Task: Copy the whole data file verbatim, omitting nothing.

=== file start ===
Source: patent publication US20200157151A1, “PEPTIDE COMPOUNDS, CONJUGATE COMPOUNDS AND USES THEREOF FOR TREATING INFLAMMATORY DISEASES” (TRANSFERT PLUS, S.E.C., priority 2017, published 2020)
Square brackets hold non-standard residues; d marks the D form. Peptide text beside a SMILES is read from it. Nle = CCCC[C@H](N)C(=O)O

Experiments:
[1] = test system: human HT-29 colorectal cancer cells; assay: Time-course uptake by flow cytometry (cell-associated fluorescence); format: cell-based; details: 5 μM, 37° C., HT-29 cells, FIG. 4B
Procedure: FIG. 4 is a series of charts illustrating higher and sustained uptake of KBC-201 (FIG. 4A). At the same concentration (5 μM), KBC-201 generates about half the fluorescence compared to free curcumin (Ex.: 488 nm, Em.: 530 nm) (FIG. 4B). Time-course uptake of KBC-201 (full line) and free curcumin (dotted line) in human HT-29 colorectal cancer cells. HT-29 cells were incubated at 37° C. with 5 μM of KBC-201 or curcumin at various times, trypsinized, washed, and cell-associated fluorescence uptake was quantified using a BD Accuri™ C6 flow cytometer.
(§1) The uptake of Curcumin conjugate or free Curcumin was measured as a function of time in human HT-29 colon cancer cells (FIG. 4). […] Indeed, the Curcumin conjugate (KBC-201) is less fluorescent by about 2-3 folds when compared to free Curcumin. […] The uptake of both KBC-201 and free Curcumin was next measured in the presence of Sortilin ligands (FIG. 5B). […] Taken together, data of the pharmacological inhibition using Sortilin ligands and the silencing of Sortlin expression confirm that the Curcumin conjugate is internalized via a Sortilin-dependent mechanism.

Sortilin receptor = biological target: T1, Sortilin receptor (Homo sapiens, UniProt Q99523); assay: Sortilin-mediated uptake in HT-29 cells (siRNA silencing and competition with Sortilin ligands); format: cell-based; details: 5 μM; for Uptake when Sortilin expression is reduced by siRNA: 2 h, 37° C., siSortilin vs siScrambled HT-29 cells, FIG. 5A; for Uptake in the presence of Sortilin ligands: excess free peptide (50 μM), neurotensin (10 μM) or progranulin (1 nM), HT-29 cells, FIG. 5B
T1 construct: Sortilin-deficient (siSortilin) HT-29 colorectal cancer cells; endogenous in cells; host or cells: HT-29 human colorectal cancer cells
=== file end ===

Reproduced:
Source: patent publication US20200157151A1, “PEPTIDE COMPOUNDS, CONJUGATE COMPOUNDS AND USES THEREOF FOR TREATING INFLAMMATORY DISEASES” (TRANSFERT PLUS, S.E.C., priority 2017, published 2020)
Square brackets hold non-standard residues; d marks the D form. Peptide text beside a SMILES is read from it. Nle = CCCC[C@H](N)C(=O)O

Experiments:
[1] = test system: human HT-29 colorectal cancer cells; assay: Time-course uptake by flow cytometry (cell-associated fluorescence); format: cell-based; details: 5 μM, 37° C., HT-29 cells, FIG. 4B
Procedure: FIG. 4 is a series of charts illustrating higher and sustained uptake of KBC-201 (FIG. 4A). At the same concentration (5 μM), KBC-201 generates about half the fluorescence compared to free curcumin (Ex.: 488 nm, Em.: 530 nm) (FIG. 4B). Time-course uptake of KBC-201 (full line) and free curcumin (dotted line) in human HT-29 colorectal cancer cells. HT-29 cells were incubated at 37° C. with 5 μM of KBC-201 or curcumin at various times, trypsinized, washed, and cell-associated fluorescence uptake was quantified using a BD Accuri™ C6 flow cytometer.
(§1) The uptake of Curcumin conjugate or free Curcumin was measured as a function of time in human HT-29 colon cancer cells (FIG. 4). […] Indeed, the Curcumin conjugate (KBC-201) is less fluorescent by about 2-3 folds when compared to free Curcumin. […] The uptake of both KBC-201 and free Curcumin was next measured in the presence of Sortilin ligands (FIG. 5B). […] Taken together, data of the pharmacological inhibition using Sortilin ligands and the silencing of Sortlin expression confirm that the Curcumin conjugate is internalized via a Sortilin-dependent mechanism.

Sortilin receptor = biological target: T1, Sortilin receptor (Homo sapiens, UniProt Q99523); assay: Sortilin-mediated uptake in HT-29 cells (siRNA silencing and competition with Sortilin ligands); format: cell-based; details: 5 μM; for Uptake when Sortilin expression is reduced by siRNA: 2 h, 37° C., siSortilin vs siScrambled HT-29 cells, FIG. 5A; for Uptake in the presence of Sortilin ligands: excess free peptide (50 μM), neurotensin (10 μM) or progranulin (1 nM), HT-29 cells, FIG. 5B
T1 construct: Sortilin-deficient (siSortilin) HT-29 colorectal cancer cells; endogenous in cells; host or cells: HT-29 human colorectal cancer cells